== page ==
Posts Tagged ‘Mexican food’

Many people have memories of a favorite meal. I have memories of a favorite food; a food that I had every day so, while not “special” it was special to me and holds very fond memories for me.

Tortillas de harina. Flour tortillas. My mom made them every day, fresh for every meal. For breakfast we might have huevos con chorizo or plain old eggs or menudo, but we always had fresh tortillas. On the rare occasion that we had pancakes (only my Uncle Joe fixed pancakes for us) or French toast, we didn’t have tortillas and I found that I missed them and sitting with my mom at the table while she rolled them out and cooked them on the griddle.

I guess maybe that’s what was so special about them. My mom made them and I got to sit at the table to watch her make the masa and form the testales and then roll out the tortillas (she only made masa once a day, usually, saving enough for the later meals). As she rolled more out, some would be on the comal, cooking. The smell in the kitchen was of warmth and freshness and love as those tortillas de harina cooked. When the first was finished cooking, I would get to eat it as soon as it cooled enough but was still warm and fresh. While she rolled them out and cooked them, we got to talk. I would ask her what she was doing and why, not only about the tortillas but about whatever she happened to be cooking for our meal. I watched her closely, even when I was just a toddler, probably hoping that by watching I would learn. (And I did!)

Tortillas de harina are not only delicious with a meal, they can be a meal when you wrap them around the just right ingredients. Everything goes in flour tortillas. Everything. My favorites, besides actual food, include pieces of chocolate wrapped inside of a right off of the griddle tortillas…nice and gooey as it melts. And you’ll probably think it’s strange but my absolute favorite is arroz con leche wrapped in a tortilla de harina…arroz con leche is rice pudding…delicious!

That’s my favorite food…flour tortillas…especially as my mother made them all those years ago. There is nothing as delicious as those memories.

Read Full Post »


I think we all know them as tortillas with chile on them and filled with all manner of good stuff and topped with cheese. However, a friend’s recent Facebook post reminded me that I didn’t always know enchiladas as being stuffed and rolled.


Traditionally, an enchilada is just a tortilla fried and dipped in chile salsa and served flat and stacked. That’s what a true enchilada is. However, when people began adding stuffing and toppings to them, they evolved into what we know them now, although few of us know the extent of the variety to be found in enchiladas.


As I was growing up, the only kind of enchildas we had were corn tortillas fried then dipped in the salsa and then sprinkled with chopped onion and shredded cheese and stacked one on top of the other. No meat. No rolling up. Nothing fancy. This is how my parents had always known and had enchiladas and how we, all the kids, had them. In fact, this is how they were and still are served in many parts of northern Mexico…or at least those that have not yet been inundated with tourists. Then we rented the “apartment” side of our house to a couple and became good friends with them. The husband taught my mom how to make enchiladas stuffed with ground beef, lettuce, tomato, onion, olives, and cheese, then rolled up and topped with more chile sauce and cheese then put in the oven to melt the cheese and kind of set all the ingredients. Very delicious. The only sad thing is that after that, we never had the also very delicious flat and stacked enchiladas that my mom used to make. In fact, I had forgotten all about them until my friend’s post!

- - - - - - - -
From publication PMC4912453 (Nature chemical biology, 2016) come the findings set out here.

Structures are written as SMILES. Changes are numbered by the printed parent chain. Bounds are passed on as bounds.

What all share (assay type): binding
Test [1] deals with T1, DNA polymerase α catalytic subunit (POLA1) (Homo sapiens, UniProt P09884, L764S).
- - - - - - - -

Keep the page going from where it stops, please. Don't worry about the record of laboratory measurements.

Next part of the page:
Years later, when I married, my husband used to say that I should learn to make enchiladas suizas like his mother always made. I had never heard of them! He explained that they were chicken enchiladas topped with sour cream and avocado. That didn’t sound too good to me because although I love avocado, I dislike sour cream but I listened and thought about it. I just didn’t know how they were made. Then I found a cookbook with favorite recipes of home economics teachers. I don’t remember where I found it but it was one of those cookbooks put together as a fundraiser. As I looked through it, I found a recipe for chicken enchiladas that included sour cream and avocado as a topping. I was really excited to try it and when I made them, my husband liked them. A lot. So success! Or at least success until the next time we went to visit his mom and dad. He told his mom about the enchiladas and she asked me how I made them. I explained it to her and she said they weren’t really enchiladas because I didn’t dip them in chile salsa and that’s what made them enchiladas. So the next time I made them, I fried the tortillas and dipped them in salsa, just like I used to do with the beef ones I had learned to make, but I stuffed them with the chicken mixture (secret recipe which I let everyone in on if they ask) and served them with guacamole and sour cream on the table to be added by each person. Wow! The reaction I got was incredible!


It became my specialty dish. For many years I served them for the faculty at the kids’ elementary school for Cinco de Mayo and whenever asked to bring a dish to a luncheon or dinner, it was my chicken enchiladas that were most requested. And then, after my divorce, I became very active with my college alumni association and brought my chicken enchiladas to every function. I haven’t made them in a while but my son is visiting soon so maybe it’s time to whip up a batch!

Read Full Post »